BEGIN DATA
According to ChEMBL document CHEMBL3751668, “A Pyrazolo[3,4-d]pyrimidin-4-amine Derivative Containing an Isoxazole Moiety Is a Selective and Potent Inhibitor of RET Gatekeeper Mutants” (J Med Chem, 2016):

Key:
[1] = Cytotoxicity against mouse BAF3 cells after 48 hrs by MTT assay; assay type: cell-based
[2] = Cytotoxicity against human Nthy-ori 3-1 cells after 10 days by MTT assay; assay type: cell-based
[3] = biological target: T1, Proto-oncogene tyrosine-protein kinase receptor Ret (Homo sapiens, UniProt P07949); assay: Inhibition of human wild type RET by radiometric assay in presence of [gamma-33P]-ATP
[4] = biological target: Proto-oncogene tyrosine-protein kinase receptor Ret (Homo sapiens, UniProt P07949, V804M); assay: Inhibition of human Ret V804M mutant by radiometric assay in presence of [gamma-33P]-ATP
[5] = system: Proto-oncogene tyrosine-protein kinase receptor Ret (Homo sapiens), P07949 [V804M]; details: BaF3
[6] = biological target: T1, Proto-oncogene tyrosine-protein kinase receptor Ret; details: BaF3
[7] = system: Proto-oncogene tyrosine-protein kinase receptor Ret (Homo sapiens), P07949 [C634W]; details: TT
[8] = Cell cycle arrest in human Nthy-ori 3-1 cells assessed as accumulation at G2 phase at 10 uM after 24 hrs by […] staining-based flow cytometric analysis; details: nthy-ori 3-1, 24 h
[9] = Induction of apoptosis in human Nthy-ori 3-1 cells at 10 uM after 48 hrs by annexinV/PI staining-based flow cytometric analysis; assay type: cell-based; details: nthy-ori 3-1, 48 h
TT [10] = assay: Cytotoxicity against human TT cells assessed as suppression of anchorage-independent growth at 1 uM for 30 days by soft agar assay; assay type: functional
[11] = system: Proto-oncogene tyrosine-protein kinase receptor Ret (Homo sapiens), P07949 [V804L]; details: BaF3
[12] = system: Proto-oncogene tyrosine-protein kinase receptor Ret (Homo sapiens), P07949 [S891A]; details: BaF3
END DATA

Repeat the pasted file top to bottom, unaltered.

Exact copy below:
According to ChEMBL document CHEMBL3751668, “A Pyrazolo[3,4-d]pyrimidin-4-amine Derivative Containing an Isoxazole Moiety Is a Selective and Potent Inhibitor of RET Gatekeeper Mutants” (J Med Chem, 2016):

Key:
[1] = Cytotoxicity against mouse BAF3 cells after 48 hrs by MTT assay; assay type: cell-based
[2] = Cytotoxicity against human Nthy-ori 3-1 cells after 10 days by MTT assay; assay type: cell-based
[3] = biological target: T1, Proto-oncogene tyrosine-protein kinase receptor Ret (Homo sapiens, UniProt P07949); assay: Inhibition of human wild type RET by radiometric assay in presence of [gamma-33P]-ATP
[4] = biological target: Proto-oncogene tyrosine-protein kinase receptor Ret (Homo sapiens, UniProt P07949, V804M); assay: Inhibition of human Ret V804M mutant by radiometric assay in presence of [gamma-33P]-ATP
[5] = system: Proto-oncogene tyrosine-protein kinase receptor Ret (Homo sapiens), P07949 [V804M]; details: BaF3
[6] = biological target: T1, Proto-oncogene tyrosine-protein kinase receptor Ret; details: BaF3
[7] = system: Proto-oncogene tyrosine-protein kinase receptor Ret (Homo sapiens), P07949 [C634W]; details: TT
[8] = Cell cycle arrest in human Nthy-ori 3-1 cells assessed as accumulation at G2 phase at 10 uM after 24 hrs by […] staining-based flow cytometric analysis; details: nthy-ori 3-1, 24 h
[9] = Induction of apoptosis in human Nthy-ori 3-1 cells at 10 uM after 48 hrs by annexinV/PI staining-based flow cytometric analysis; assay type: cell-based; details: nthy-ori 3-1, 48 h
TT [10] = assay: Cytotoxicity against human TT cells assessed as suppression of anchorage-independent growth at 1 uM for 30 days by soft agar assay; assay type: functional
[11] = system: Proto-oncogene tyrosine-protein kinase receptor Ret (Homo sapiens), P07949 [V804L]; details: BaF3
[12] = system: Proto-oncogene tyrosine-protein kinase receptor Ret (Homo sapiens), P07949 [S891A]; details: BaF3